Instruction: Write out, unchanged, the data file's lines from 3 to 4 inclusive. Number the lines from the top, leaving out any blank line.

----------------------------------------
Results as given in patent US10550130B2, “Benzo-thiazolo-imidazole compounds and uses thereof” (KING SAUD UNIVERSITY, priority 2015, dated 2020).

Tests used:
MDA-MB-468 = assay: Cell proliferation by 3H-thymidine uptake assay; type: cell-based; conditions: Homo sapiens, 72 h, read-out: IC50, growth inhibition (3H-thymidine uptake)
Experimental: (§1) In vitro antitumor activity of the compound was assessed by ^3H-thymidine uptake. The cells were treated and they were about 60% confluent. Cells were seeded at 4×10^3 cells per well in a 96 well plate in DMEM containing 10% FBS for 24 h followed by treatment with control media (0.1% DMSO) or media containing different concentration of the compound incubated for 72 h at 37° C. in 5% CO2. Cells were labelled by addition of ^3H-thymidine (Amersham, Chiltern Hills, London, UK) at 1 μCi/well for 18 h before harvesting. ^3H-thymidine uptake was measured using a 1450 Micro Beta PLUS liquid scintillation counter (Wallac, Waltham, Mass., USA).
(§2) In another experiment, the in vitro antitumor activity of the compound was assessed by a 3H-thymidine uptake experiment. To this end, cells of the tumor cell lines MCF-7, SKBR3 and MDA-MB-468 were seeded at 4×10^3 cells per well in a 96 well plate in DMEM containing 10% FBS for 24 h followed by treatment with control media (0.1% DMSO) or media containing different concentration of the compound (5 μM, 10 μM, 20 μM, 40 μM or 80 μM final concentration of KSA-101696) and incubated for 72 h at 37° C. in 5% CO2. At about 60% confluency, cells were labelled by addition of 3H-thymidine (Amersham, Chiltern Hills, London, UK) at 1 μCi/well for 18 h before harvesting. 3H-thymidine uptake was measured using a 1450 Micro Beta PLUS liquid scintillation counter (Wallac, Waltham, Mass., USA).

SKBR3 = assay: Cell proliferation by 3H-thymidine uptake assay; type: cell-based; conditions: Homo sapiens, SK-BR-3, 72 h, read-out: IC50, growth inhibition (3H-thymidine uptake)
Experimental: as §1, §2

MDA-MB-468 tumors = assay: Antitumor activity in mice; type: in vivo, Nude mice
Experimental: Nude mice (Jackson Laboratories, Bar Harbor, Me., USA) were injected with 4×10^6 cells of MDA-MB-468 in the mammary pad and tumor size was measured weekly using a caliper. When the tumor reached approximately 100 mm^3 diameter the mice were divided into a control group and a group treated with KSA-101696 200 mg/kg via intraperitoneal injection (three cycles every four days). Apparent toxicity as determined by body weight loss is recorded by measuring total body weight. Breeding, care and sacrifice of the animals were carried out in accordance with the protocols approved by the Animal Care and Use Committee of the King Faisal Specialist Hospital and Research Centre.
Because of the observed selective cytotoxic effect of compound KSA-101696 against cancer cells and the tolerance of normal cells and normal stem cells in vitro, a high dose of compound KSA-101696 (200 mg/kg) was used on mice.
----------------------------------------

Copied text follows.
MDA-MB-468 = assay: Cell proliferation by 3H-thymidine uptake assay; type: cell-based; conditions: Homo sapiens, 72 h, read-out: IC50, growth inhibition (3H-thymidine uptake)
Experimental: (§1) In vitro antitumor activity of the compound was assessed by ^3H-thymidine uptake. The cells were treated and they were about 60% confluent. Cells were seeded at 4×10^3 cells per well in a 96 well plate in DMEM containing 10% FBS for 24 h followed by treatment with control media (0.1% DMSO) or media containing different concentration of the compound incubated for 72 h at 37° C. in 5% CO2. Cells were labelled by addition of ^3H-thymidine (Amersham, Chiltern Hills, London, UK) at 1 μCi/well for 18 h before harvesting. ^3H-thymidine uptake was measured using a 1450 Micro Beta PLUS liquid scintillation counter (Wallac, Waltham, Mass., USA).